Manufacturing supervisor

Factory supervisor, production line supervisor, shift supervisor

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Manufacturing supervisors keep production lines running smoothly and manage staff.

Salary range: £18,000 to £35,000

How to become a manufacturing supervisor

You can get into this job through:

  • a college course
  • an apprenticeship
  • working towards this role
  • applying directly

College

You could do a college course, which would teach you some of the skills and knowledge you need in this job. Relevant courses include the Level 2 or 3 Diploma in Team Leading.

Entry requirements

You’ll usually need:

  • 2 or more GCSEs at grades 9 to 3 (A* to D), or equivalent, for a level 2 course
  • 4 or 5 GCSEs at grades 9 to 4 (A* to C), or equivalent, for a level 3 course

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Apprenticeship

You could do a team leader advanced apprenticeship or process leader higher apprenticeship.

Entry requirements

There are no set entry requirements but it may help you to get in if you have:

  • 5 GCSEs at grades 9 to 4 (A* to C), or equivalent, including English and maths, for an advanced apprenticeship
  • 4 or 5 GCSEs at grades 9 to 4 (A* to C) and A levels, or equivalent, for a higher or degree apprenticeship

More information

Work

You could work your way up to a supervisor’s job after getting 1 or 2 years’ experience as a production worker.

Direct application

To go straight into a supervisor job, you’ll usually need qualifications or experience from related manufacturing work, like machinery maintenance or quality control.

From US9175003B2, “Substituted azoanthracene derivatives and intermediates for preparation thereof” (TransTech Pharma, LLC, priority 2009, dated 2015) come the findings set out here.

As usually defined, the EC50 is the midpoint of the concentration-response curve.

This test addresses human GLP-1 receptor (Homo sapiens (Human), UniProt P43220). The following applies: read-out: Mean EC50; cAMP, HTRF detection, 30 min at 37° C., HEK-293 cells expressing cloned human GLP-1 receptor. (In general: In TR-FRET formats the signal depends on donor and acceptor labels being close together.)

What it takes

Skills and knowledge

You’ll need:

  • leadership skills
  • knowledge of manufacturing production and processes
  • to be thorough and pay attention to detail
  • the ability to use, repair and maintain machines and tools
  • the ability to use your initiative
  • excellent verbal communication skills
  • thinking and reasoning skills
  • sensitivity and understanding
  • to be able to use a computer and the main software packages competently

What you’ll do

Day-to-day tasks

Your day-to-day tasks will include:

  • planning staff shift rotas
  • reporting machinery breakdowns
  • stock control and ordering supplies
  • making sure your team meets its production targets
  • carrying out quality control checks and writing reports
  • updating paperwork like holiday requests and sick leave
  • organising staff training

Working environment

You could work in an office or in a factory.

You may need to wear protective clothing.

Career path and progression

With experience you could move into quality control, production planning and management or research and development.

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